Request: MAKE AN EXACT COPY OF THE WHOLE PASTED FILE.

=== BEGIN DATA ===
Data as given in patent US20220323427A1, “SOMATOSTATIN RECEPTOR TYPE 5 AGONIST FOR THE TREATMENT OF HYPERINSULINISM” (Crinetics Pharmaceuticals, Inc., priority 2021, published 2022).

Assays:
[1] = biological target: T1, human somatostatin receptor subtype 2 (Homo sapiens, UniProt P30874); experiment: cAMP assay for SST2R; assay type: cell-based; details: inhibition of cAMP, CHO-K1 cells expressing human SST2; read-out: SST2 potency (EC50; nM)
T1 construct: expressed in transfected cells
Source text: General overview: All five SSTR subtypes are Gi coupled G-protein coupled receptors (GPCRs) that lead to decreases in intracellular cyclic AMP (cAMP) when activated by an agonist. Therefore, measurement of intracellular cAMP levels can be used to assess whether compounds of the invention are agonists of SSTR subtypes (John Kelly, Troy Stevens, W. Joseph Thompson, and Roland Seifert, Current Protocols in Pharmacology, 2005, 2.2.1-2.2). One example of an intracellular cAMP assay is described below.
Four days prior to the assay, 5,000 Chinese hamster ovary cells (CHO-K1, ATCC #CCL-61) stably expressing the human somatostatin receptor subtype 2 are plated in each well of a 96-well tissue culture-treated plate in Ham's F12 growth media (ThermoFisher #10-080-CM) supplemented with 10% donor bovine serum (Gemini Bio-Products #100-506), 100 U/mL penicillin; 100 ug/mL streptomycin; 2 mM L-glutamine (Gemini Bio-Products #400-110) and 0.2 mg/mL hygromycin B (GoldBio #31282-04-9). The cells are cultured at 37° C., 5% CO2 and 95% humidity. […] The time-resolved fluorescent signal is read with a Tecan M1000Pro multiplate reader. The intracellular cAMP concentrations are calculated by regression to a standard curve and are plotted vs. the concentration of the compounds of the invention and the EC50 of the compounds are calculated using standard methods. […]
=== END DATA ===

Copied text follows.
Data as given in patent US20220323427A1, “SOMATOSTATIN RECEPTOR TYPE 5 AGONIST FOR THE TREATMENT OF HYPERINSULINISM” (Crinetics Pharmaceuticals, Inc., priority 2021, published 2022).

Assays:
[1] = biological target: T1, human somatostatin receptor subtype 2 (Homo sapiens, UniProt P30874); experiment: cAMP assay for SST2R; assay type: cell-based; details: inhibition of cAMP, CHO-K1 cells expressing human SST2; read-out: SST2 potency (EC50; nM)
T1 construct: expressed in transfected cells
Source text: General overview: All five SSTR subtypes are Gi coupled G-protein coupled receptors (GPCRs) that lead to decreases in intracellular cyclic AMP (cAMP) when activated by an agonist. Therefore, measurement of intracellular cAMP levels can be used to assess whether compounds of the invention are agonists of SSTR subtypes (John Kelly, Troy Stevens, W. Joseph Thompson, and Roland Seifert, Current Protocols in Pharmacology, 2005, 2.2.1-2.2). One example of an intracellular cAMP assay is described below.
Four days prior to the assay, 5,000 Chinese hamster ovary cells (CHO-K1, ATCC #CCL-61) stably expressing the human somatostatin receptor subtype 2 are plated in each well of a 96-well tissue culture-treated plate in Ham's F12 growth media (ThermoFisher #10-080-CM) supplemented with 10% donor bovine serum (Gemini Bio-Products #100-506), 100 U/mL penicillin; 100 ug/mL streptomycin; 2 mM L-glutamine (Gemini Bio-Products #400-110) and 0.2 mg/mL hygromycin B (GoldBio #31282-04-9). The cells are cultured at 37° C., 5% CO2 and 95% humidity. […] The time-resolved fluorescent signal is read with a Tecan M1000Pro multiplate reader. The intracellular cAMP concentrations are calculated by regression to a standard curve and are plotted vs. the concentration of the compounds of the invention and the EC50 of the compounds are calculated using standard methods. […]